The head in the sink stared up at her. Darcy Monroe, the owner of a popular, chic hair salon was used to this. Only this time, the head was there without a body.
Chapter One: The Murder
As a Private Investigator, Jenna Preston had been hired to help solve murders, insurance fraud, cheating spouses and more. This was a new one for her.
She received what could only be described as a hysterical call from Darcy Monroe, owner of a popular, upscale hair salon in The Hamptons. A head without its body was rolling around in one of her shampoo basins.
Almost five-feet, five-inches tall, always looking taller in her two- or three-inch heels, Jenna had long red hair, blue eyes and was often seen driving around the East End in a white jeep, and in recent years, with her Irish setter sitting next to her.
Saturday, 6:10 A.M.
As a Private Investigator, Jenna Preston had been hired to help solve murders, insurance fraud, cheating spouses and more. This was a new one for her.
She received what could only be described as a hysterical call from Darcy Monroe, owner of a popular, upscale hair salon in The Hamptons.
A head without its body was rolling around in one of her shampoo basins.
Almost five-feet, five-inches tall, always looking taller in her two or three-inch heels, Jenna had long red hair, blue eyes and was often seen driving around the East End in a white jeep, and in recent years, with her Irish Setter sitting next to her.
As a well-respected private investigator in the area, she told the salon owner, “I’ll be right there, and don’t touch anything until the police arrive.”
Jenna knew they needed to secure the business as a crime scene and Coroner Doc Bishop and Head of Forensics Lara Stern had to be brought in as well.
“Troy, someone left a head, without the body, in a shampoo bowl at Darcy’s Salon. I’ll be there in about ten minutes.”
”Damn it, Jenna, I nearly spilled my coffee listening to this bizarre message. I’ll be there within the half hour. Meantime, I’ll ask Lara to get over there to check the crime scene for prints and other possible evidence and for Doc to arrange to bring the head to the morgue. We’ll want to look at it there, after he’s had a chance to determine how it was cut off and anything else he might find.”
Detective Johnson hung up.
He and Jenna had worked together and known each other for a long time. They clearly trusted each other. He knew she would follow police protocol at the crime scene.
Saturday, as always was an exceptionally busy day, “in season” at Darcy’s Salon, which is why she had gotten there so early. She always wanted the salon looking perfect, ready for stylists and clients, who this day had appointments beginning at 7 am.
Located off the main avenue of this posh resort at the East End of Long Island, less than ninety miles from Manhattan, the salon was known for catering to the rich and famous, as well as some of wanna-be customers, primping for weekend parties and fundraising events.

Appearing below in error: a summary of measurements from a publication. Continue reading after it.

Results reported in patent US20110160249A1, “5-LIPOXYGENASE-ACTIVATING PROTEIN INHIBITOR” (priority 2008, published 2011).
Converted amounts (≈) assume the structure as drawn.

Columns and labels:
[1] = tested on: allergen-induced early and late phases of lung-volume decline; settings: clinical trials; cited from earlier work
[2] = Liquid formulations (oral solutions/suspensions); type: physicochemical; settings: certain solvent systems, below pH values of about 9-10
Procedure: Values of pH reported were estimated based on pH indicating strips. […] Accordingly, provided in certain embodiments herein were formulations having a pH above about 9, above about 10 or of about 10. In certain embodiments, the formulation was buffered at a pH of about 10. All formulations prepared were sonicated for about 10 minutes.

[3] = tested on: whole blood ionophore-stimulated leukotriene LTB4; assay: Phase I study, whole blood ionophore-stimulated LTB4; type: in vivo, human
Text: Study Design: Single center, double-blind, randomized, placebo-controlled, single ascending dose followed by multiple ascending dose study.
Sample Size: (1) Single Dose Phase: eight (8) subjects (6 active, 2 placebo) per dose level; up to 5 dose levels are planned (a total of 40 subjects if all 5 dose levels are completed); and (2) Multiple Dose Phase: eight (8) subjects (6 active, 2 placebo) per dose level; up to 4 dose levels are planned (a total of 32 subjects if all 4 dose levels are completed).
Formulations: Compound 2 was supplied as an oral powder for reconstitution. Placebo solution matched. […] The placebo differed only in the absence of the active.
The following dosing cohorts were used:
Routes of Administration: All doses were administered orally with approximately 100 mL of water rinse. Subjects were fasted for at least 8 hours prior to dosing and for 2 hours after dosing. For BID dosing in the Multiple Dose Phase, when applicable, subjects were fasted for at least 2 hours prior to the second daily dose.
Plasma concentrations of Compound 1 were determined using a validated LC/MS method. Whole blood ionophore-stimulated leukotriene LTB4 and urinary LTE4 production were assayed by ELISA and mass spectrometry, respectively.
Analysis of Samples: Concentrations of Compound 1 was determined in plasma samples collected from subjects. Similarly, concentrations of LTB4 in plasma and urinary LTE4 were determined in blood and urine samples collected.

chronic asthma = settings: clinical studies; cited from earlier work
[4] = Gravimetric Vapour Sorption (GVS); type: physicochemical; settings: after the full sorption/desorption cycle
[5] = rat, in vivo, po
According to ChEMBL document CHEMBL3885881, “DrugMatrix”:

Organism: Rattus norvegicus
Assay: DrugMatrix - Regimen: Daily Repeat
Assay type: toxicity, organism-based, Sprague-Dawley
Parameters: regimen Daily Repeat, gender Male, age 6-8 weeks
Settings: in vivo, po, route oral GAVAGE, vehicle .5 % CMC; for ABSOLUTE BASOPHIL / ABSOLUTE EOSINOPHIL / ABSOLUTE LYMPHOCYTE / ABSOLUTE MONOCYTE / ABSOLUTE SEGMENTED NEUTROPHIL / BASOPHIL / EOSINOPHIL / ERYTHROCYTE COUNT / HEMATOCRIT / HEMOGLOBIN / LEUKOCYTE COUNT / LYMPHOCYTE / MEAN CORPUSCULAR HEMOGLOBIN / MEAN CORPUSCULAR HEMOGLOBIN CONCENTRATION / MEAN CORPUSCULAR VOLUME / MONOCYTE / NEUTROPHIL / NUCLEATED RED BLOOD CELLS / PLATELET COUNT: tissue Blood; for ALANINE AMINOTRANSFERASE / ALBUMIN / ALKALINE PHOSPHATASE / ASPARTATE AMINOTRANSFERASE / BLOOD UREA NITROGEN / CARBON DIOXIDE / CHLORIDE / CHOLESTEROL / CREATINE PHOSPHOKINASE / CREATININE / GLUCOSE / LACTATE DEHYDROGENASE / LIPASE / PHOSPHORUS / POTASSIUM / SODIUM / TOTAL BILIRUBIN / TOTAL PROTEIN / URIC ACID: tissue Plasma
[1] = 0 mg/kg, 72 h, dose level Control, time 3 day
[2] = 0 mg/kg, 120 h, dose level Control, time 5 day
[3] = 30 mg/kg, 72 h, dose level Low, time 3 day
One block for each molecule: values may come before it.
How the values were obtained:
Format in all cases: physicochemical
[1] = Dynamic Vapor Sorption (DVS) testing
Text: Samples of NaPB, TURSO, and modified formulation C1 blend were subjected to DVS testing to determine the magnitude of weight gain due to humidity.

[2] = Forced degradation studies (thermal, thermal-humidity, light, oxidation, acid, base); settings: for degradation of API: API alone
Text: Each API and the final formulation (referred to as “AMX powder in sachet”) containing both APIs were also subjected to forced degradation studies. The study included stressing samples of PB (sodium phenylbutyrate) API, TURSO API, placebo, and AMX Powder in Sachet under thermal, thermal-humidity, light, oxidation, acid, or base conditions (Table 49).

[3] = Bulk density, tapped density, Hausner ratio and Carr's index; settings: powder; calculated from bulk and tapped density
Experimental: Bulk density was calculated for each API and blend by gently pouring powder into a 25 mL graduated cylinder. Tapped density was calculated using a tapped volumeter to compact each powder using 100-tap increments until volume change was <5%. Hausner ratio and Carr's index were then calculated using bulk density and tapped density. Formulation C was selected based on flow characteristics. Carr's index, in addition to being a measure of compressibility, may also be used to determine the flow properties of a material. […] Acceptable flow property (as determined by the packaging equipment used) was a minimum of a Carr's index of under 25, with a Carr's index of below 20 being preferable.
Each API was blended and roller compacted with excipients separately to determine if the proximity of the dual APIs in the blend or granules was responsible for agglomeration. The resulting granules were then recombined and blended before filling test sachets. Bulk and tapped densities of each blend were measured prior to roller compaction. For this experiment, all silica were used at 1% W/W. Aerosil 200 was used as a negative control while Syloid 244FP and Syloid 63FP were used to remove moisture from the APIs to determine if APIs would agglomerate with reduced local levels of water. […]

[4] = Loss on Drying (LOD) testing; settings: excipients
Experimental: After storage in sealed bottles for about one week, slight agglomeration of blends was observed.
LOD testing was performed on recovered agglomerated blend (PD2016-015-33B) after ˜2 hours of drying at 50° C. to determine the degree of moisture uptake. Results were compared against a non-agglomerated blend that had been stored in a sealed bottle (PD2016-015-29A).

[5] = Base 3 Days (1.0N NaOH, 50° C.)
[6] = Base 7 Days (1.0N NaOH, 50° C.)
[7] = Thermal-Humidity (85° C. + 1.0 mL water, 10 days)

The salon was truly beautiful with warm color tones and soft matching leather client chairs facing gold (well, fake gold), trimmed mirrors. There was a reception area with the latest issues of fashion magazines from Paris and Rome, and a few of the more popular Hampton rags, like Dan’s Papers were spread out on a marble table, next to it a coffee machine offering gourmet flavored coffee and teas.
Most of the women who came to Darcy’s Salon had plenty of money, some from their own success, although others were arm candy for much older, wealthy men. Sometimes one of them would joke (maybe not) that they were “Dying To Be Beautiful” like some of the famous models and celebrities, many of who summered in the Hamptons.
“Jenna, you’ve seen how difficult and fussy they can be, and their egos—they’re constantly seeking confirmation of how beautiful they look. They want to come to a high-end salon, expecting to be treated like royalty. And believe me, we do.”
Darcy Monroe was only too glad to charge megabucks for her services since it included a whole lot of catering to their whims and demands. Beauty could indeed be expensive in The Hamptons. The chatter amongst the clients, the eight hair stylists, three manicurists and several assistants meant gossip was a basic ingredient of conversation. The story about the body without a head, and the head found in the salon, was sure to explode through The Hamptons. It certainly had all the elements of a soap opera.
“My god, Jenna, the gossip about this mess is going to be like a volcano spilling over this town.”
Kevin Larson swam in his pool nearly every morning. Going on sixty-five, he prided himself on being in good shape.
Walking toward the small pool house, off to the left of the pool, he noticed a light was on. He was certain he turned it off the night before. Strange, he thought.
Even stranger, lying in a different sort of pool—blood—was his long time friend and lover, fashion designer Andre Yellen. Yellen was stuffed into one of the gowns he had designed and a wearing a blond wig.
The gown had been auctioned off the night before at a huge Hamptons fundraiser.
People in the Hamptons were certainly dying to be beautiful.
Monday, 7:30 a.m.